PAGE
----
Foxconn Technology Group’s new deal
with the state of Wisconsin would generate a return on investment by 2028 if the company hits its hiring and investment targets, according to a Wisconsin Economic Development Corp. staff review of the contract.
The roughly 9-year wait – starting from 2020 – for a return is a dramatic shift from the 20 to 25 year window WEDC staff estimated for the original contract with Foxconn. The original deal also offered incentives over a 15-year period compared to a 6-year period under the amended contract
The new deal offers the company the chance to earn up to $80 million in tax credits through the end of 2025 in exchange for creating 1,454 jobs and investing $672 million in capital expenditures.
Even though the new contract is less than 3% of the size of the original $2.85 billion tax credit offered to Foxconn, it is still the largest incentive the state has ever awarded.
If Foxconn hits its job and investment targets, WEDC estimates that income tax from Foxconn employees and construction workers would offset the $80 million incentive by sometime in 2028. The cash flow projections, which are based on information from Foxconn, assume hitting hiring targets, which start at 601 jobs for 2020 and ramp up to 1,454 by 2024.
WEDC used modeling software to account for Foxconn’s hiring along with jobs at suppliers and surrounding economic activity. The agency estimates around $3 million in income tax from those jobs to the state in 2020, ramping up to $7.1 million in 2024. Foxconn’s projections show an average annual wage of $53,875 with roughly 1% increases each year of the contract.
The projections also include nearly $29.8 million in income taxes paid from construction jobs supporting the Foxconn project.
“I believe that with this contract we have found a solution that works for the taxpayers of Wisconsin and for Foxconn,” Missy Hughes, secretary and chief executive officer of WEDC, told reporters this week. “It works because it reflects the basic principles of economic development, reasonably investing in a project to incentivize a company to locate and grow in Wisconsin while assuring that there is a return on the investment made.”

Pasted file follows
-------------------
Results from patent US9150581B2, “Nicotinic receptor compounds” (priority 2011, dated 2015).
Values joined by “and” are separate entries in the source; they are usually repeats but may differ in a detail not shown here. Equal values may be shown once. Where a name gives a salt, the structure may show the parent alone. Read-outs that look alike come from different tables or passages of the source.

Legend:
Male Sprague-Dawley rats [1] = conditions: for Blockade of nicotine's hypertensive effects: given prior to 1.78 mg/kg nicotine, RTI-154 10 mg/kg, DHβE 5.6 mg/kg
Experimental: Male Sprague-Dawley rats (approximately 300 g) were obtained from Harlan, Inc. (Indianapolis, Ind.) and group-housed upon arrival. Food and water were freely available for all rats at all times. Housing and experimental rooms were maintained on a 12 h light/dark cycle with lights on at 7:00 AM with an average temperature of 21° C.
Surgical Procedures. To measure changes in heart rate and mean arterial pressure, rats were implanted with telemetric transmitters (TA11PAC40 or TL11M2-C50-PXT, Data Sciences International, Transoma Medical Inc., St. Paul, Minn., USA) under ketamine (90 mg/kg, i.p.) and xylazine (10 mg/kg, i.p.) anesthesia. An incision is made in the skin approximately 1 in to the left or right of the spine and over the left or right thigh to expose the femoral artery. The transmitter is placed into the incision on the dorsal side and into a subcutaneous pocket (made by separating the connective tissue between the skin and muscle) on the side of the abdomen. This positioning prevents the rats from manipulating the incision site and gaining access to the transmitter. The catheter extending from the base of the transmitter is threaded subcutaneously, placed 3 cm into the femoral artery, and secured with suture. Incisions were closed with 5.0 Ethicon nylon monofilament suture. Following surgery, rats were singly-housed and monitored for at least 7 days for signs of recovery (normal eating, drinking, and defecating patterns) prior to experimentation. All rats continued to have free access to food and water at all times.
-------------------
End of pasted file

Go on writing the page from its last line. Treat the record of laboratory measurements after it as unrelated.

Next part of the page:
The original Foxconn contract called for the company to build a Gen 10.5 LCD fabrication facility in Mount Pleasant to produce large TV screens. The allure of bringing a new industry to the state, along with an estimated $1.4 billion in annual supply chain purchases with Wisconsin companies, helped justify the larger incentive package. Foxconn was offered 17% credits on its wages and 15% credits on its capital investment on the original deal. The new contract offers 7% and 10% credits on those investments, the same structure WEDC offers on other large incentive packages.
“A guiding principle for us as we renegotiated was to have Foxconn's new agreement be reflective of agreements with many of our other Wisconsin companies, so by right-sizing the agreement to reflect the investment that Foxconn is making and the jobs that they are going to create, we then have the ability to say 'Foxconn is being treated the same as many of our other companies,'” Hughes said.
Still, the Foxconn project has evolved dramatically since it was first announced. By the spring of 2018,
the company had shifted from planning to make large screens to a smaller LCD plant that provided more flexibility. A number of other product ideas were also floated
. The latest plan calls for an emphasis on advanced manufacturing
and making servers for high-performance computing and data centers.
Asked if WEDC had received a clear enough vision for the project from Foxconn to still support the largest incentive in state history, Hughes noted she had seen the assembly lines for data servers when touring the site in the fall. She added that “Foxconn’s prowess is in being a contract manufacturer.”
“As we had conversations with Foxconn, they are exploring different opportunities to bring that manufacturing, that advanced manufacturing, to Wisconsin,” she said.
“The original Foxconn agreement was unusual in that we were agreeing with them that they were going to produce a very specific item and so as we've entered into the new contract with Foxconn, they have gotten the flexibility that they were seeking and we've been able to significantly reduce the taxpayers’ burden over the course of the 15-year contract that was originally entered into,” Hughes added.